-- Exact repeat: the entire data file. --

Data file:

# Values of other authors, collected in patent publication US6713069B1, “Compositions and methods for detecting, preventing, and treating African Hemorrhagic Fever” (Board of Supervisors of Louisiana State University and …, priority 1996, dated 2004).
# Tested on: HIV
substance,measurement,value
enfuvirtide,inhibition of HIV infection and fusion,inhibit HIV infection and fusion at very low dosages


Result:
# Values of other authors, collected in patent publication US6713069B1, “Compositions and methods for detecting, preventing, and treating African Hemorrhagic Fever” (Board of Supervisors of Louisiana State University and …, priority 1996, dated 2004).
# Tested on: HIV
substance,measurement,value
enfuvirtide,inhibition of HIV infection and fusion,inhibit HIV infection and fusion at very low dosages